Drones have made a significant impact on business since becoming a mainstream, affordable tool for capturing video and photos in hard-to-reach areas. The drone industry itself continues to grow.
Estimated by Forbes Magazine at at least $52 billion by 2024, and appearing to be on the low end of projections, the drone business is in full swing and applies to almost every industry that has an outdoor segment.
For example, drones have dramatically changed how films are made, allowing magical shots from the sky to be made by any filmmaker who can rent a drone. Gone are the days of renting a helicopter to get those shots. Additionally, drones can fly in areas that helicopters never could, creating new shots and new angles that were never possible before.
In pest control, drones are incredibly useful for two reasons – location or image analysis as well as precision quality control. For example, following the tunnels and trails in large rural locations to detect burrowing animals causing problems with crops or just landscapes can make a drone very useful. Checking rooftop areas or simply getting a “bird’s eye view” of a location with lots of surrounding foliage can also be helped with drone technology.
Jeffrey Weier of Sprague Pest Solutions hasn’t used drones yet, but his firm is considering using them as a new tool.
“We haven’t, but we have thought and talked about using it. Drones will allow us to see areas like roofs or ceiling areas for evidence of rodents,” says Weier. “They can allow us to find entry points for rodents and will be particularly useful for roof rats.”
As they become more useful in pest control, drone use could increase, Weier added. “A technician in a large warehouse, without access to elevators, can effectively inspect the ceiling area for evidence of activity. Outdoor drones can be used to look for activity at night, when it is not safe to be on roofs, when rodents are most active.”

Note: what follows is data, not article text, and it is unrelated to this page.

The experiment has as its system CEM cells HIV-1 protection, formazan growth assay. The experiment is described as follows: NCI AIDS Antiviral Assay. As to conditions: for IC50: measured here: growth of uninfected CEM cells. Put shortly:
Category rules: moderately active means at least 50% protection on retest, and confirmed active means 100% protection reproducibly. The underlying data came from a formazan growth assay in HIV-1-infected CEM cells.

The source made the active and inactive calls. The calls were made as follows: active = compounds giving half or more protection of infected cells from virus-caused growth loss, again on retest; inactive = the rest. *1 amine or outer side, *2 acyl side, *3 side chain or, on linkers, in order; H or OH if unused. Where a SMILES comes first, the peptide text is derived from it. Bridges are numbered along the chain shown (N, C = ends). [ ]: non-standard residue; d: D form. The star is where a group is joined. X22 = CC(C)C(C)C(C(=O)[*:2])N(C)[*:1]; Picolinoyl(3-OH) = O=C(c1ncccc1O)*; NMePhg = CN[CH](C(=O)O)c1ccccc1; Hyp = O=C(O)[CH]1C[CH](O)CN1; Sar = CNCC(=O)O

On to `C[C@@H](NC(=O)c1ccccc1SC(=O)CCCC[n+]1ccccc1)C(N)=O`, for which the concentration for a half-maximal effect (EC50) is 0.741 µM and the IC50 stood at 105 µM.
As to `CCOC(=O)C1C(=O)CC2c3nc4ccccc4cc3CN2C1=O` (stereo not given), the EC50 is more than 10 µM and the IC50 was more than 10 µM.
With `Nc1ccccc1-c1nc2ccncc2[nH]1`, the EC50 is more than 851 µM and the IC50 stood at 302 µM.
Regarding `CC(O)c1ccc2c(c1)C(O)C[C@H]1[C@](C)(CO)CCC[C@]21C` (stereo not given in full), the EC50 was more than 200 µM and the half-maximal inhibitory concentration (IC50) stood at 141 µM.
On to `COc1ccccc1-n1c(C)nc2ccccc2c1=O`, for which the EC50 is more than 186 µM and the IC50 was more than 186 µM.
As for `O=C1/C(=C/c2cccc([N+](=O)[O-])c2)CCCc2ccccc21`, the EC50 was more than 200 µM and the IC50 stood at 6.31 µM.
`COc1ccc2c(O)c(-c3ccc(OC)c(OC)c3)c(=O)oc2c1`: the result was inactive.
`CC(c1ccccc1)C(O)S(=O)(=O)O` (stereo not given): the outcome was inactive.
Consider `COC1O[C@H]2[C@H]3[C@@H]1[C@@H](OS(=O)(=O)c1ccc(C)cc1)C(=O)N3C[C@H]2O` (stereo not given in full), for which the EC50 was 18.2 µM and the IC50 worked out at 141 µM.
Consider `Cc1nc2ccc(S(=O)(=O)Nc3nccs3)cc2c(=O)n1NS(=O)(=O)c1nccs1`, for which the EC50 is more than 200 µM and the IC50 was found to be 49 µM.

According to Bug Bandit’s Rebecca Salas, who has yet to use drones as a tool, they have promised to offer a lot of support to technicians as they integrate more into the market.
“The potential for drones to play a bigger role in the pest control world is very simple – It’s a new solution to many issues that every pest control service provider encounters on a regular basis. Difficult jobs where technicians may not have full access to an invasive pest. not: Drones can be the perfect alternative.
“Difficult tasks – I’m sure every pest control service provider/technician has faced themselves, such as: tight/enclosed, dark spaces that no person can fit into or have the necessary valuable visual access, or even help with dangerous situations that they can contribute – to making infrastructure inspections safer.”
Perhaps drones will even be able to help technicians distribute certain products on a more widespread basis, such as pellets or even liquids based on weather conditions and on the size of the drone itself.
Drones are not without their problems though, flying them requires skill and in most places, regulatory approval.
Weier says there are concerns about drones, including “having the skills to operate one. Younger technicians may have this skill set. (Also) FAA regulations and local restrictions and privacy concerns.” All of these must be considered when implementing drones as a regular part of a program.
Accuracy is a consideration that newcomers to drone use will need to learn more about, says Salas.
“With any kind of technology comes challenges. The argument of relying on technology, of not being completely reliable, is very accurate,” she added. “There are a number of issues that can occur – failure to function properly, or not having access to these technologies because of the high cost attached to these devices.”